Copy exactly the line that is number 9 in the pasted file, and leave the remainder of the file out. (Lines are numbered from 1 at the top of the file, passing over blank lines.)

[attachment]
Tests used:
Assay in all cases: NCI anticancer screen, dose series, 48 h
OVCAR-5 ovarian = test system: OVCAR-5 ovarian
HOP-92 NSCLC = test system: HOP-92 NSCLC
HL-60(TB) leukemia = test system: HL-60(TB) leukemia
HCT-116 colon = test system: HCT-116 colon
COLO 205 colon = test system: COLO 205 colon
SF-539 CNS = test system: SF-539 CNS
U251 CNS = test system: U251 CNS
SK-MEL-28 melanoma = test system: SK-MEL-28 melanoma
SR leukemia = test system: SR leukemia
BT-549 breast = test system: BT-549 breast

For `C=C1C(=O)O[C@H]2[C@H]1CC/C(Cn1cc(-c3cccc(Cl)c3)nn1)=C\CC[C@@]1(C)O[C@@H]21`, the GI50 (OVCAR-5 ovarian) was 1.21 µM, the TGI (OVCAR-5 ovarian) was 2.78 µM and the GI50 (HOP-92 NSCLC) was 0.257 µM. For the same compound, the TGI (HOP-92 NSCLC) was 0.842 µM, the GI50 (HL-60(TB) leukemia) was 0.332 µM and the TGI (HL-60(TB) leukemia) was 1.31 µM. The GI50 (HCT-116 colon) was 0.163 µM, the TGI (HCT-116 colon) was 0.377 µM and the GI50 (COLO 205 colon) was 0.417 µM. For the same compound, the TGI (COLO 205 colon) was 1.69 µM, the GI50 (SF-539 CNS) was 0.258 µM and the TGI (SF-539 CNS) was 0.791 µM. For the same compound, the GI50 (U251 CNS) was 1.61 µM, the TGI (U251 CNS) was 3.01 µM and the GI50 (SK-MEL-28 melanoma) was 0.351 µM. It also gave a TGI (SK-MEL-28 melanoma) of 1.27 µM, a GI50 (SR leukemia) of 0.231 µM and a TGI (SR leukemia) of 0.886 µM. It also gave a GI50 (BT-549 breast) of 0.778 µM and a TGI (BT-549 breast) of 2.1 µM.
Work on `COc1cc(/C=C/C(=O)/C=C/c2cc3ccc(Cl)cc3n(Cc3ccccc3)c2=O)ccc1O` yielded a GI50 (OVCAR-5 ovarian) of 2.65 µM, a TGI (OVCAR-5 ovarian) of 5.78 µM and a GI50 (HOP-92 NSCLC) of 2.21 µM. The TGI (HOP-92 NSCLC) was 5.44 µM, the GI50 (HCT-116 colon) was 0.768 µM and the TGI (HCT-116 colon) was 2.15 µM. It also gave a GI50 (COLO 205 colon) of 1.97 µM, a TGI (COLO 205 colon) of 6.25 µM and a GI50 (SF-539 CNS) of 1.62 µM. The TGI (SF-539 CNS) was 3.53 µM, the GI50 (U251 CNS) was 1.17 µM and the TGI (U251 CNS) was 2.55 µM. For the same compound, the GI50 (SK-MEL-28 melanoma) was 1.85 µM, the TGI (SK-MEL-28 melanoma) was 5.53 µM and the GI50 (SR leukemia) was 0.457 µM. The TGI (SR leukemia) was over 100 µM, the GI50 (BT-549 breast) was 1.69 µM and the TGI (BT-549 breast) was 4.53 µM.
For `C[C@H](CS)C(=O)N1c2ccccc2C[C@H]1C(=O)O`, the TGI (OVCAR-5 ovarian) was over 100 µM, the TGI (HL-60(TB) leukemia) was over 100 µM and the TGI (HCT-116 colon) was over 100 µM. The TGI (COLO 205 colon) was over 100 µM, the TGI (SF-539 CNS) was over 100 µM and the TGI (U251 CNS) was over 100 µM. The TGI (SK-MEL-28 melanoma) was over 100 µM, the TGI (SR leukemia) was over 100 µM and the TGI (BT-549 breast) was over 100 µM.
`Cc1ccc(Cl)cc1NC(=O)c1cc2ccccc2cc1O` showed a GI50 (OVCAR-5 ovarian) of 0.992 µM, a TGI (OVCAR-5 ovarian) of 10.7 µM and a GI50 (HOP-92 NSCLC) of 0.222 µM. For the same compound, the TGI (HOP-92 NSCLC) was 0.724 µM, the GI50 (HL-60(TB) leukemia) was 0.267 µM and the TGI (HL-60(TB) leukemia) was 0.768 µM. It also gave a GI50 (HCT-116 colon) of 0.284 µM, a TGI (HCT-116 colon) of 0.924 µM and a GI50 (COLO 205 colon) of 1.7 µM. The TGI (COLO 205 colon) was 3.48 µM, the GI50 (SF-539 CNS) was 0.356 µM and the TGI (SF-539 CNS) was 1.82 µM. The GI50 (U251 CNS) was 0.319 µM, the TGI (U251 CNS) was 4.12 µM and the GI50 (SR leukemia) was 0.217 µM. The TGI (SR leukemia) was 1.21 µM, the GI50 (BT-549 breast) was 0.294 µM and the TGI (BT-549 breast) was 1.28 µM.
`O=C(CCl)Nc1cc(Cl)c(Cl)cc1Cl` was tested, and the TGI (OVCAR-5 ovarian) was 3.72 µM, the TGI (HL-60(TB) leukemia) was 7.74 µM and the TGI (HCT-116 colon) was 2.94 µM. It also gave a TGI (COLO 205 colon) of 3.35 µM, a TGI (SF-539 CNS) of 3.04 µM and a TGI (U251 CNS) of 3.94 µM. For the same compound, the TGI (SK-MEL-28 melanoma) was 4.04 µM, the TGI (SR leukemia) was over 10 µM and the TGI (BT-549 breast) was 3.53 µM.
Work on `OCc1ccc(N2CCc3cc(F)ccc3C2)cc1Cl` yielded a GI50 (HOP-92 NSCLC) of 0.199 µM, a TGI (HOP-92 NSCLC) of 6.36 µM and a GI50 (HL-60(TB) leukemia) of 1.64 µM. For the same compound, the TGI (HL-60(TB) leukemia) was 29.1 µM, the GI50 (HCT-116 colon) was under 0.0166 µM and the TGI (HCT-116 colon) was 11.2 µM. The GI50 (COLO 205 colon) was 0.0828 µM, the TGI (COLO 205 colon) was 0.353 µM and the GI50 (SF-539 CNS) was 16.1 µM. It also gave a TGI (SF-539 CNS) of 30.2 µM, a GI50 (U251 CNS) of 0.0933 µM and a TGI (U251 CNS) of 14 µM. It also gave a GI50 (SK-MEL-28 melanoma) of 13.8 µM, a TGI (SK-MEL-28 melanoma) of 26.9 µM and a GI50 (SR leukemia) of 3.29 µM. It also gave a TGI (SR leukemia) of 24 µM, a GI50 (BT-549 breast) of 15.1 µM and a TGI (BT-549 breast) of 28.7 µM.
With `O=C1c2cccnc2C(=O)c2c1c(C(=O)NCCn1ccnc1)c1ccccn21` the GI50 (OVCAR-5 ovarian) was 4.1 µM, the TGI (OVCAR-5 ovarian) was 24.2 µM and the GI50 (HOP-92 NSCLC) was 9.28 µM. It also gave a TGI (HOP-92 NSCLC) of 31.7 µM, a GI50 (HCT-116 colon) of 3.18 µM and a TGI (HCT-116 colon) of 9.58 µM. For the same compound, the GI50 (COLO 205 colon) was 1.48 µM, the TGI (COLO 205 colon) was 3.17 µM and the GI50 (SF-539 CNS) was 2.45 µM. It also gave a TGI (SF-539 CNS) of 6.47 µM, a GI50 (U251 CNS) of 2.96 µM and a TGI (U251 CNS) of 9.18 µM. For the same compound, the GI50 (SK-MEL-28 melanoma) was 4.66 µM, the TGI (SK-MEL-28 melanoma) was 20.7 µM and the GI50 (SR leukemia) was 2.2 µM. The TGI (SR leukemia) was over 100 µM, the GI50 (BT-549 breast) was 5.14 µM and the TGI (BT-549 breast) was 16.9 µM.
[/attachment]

U251 CNS = test system: U251 CNS